Reports have been building over the last several months that the United States is entering a post-Christian phase, perhaps even an anti-Christian one. Let’s review some of them.
The worst fears of believers are voiced in a Christian Science Monitor story, The coming evangelical collapse. Writer Michael Spencer predicts that millions of evangelicals will drop out, money for ministries will dry up, and even “aggressively evangelistic fundamentalist churches” will wither.
“Intolerance of Christianity will rise to levels many of us have not believed possible in our lifetimes, and public policy will become hostile toward evangelical Christianity, seeing it as the opponent of the common good,” Spencer writes.
He says the movement has had it coming, by stressing cultural war issues like abortion and homosexuality. Meanwhile, Spencer says, Christian youths haven’t been taught theological basics of the faith to “survive the secular onslaught.”
He offers no stats or even examples, but others do. In March, the American Religious Identification Survey said 10 percent fewer people were calling themselves Christians than in 1990, and nearly twice the percentage — 15 percent — said they had no religious preference.
Religious influence also seemed to wane in everyday life: 30 percent of Americans didn’t have a religious wedding, and 27 didn’t want a religious funeral. Self-labeled nondenominational Christians leapt from 0.1 percent in 1990 to 3.5 percent, showing shrinking mainline influence.
One surprise, though: 18 percent of Catholics and nearly 39 percent of mainline Protestants called themselves evangelicals.
Based partly on the ARIS study, Newsweek magazine prophesied The End of Christian America. Although writer Jon Meacham acknowledges that religion lies at the nation’s foundations, he says — probably correctly — that “explicitly Christian” movements carry less political weight than even five years ago. “Many conservative Christians believe they have lost the battles over issues such as abortion, school prayer and even same-sex marriage, and that the country has now entered a post-Christian phase.”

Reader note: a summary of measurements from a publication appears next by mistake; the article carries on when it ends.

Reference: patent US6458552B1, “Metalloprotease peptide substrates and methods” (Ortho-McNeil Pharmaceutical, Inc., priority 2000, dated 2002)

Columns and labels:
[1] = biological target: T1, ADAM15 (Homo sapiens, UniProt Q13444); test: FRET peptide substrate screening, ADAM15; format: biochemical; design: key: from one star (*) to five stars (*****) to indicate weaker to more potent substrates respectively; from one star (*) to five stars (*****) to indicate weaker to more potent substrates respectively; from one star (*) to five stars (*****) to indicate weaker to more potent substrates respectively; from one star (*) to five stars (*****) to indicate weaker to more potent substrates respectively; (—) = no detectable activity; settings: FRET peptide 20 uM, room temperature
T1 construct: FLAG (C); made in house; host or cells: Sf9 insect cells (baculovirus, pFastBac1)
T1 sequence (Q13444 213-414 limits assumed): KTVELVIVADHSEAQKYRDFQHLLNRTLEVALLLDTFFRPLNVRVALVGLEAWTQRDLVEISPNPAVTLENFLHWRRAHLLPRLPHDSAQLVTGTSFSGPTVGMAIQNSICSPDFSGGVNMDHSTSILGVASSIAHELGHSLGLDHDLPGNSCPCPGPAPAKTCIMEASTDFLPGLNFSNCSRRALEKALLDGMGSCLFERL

He considers this a good thing, because personal commitments last longer than political victories — and because freedom of conscience has laced both politics and religion. “The decline and fall of the modern religious right’s notion of a Christian America creates a calmer political environment and, for many believers, may help open the way for a more theologically serious religious life.”
The magazine added results of its own poll, with fewer people calling America a Christian nation, and more saying religion was losing influence. The poll also showed that more evangelicals called themselves Democrats than Republicans — probably a welcome result for Obama’s White House.
A counterpoint appeared in a guest article in the Wall Street Journal. Written by two editors of the English newspaper The Economist, the piece hits a few familiar points: America is still the most religious western nation, separating church and state actually energized religion, and churches help people cope with social change.
The writers also make fresher observations. They note that conservative Christians, including Pentecostals, are increasing along with skeptics, so that American spirituality is polarizing. They note also that Americans are exporting their faith, with Pentecostals surging in Latin America and megachurches increasing in South Korea — and perhaps 100 million churchgoers live in China, outnumbering the country’s Communist Party.
“Betting against American religion has always proved to be a fool’s game,” the writers say.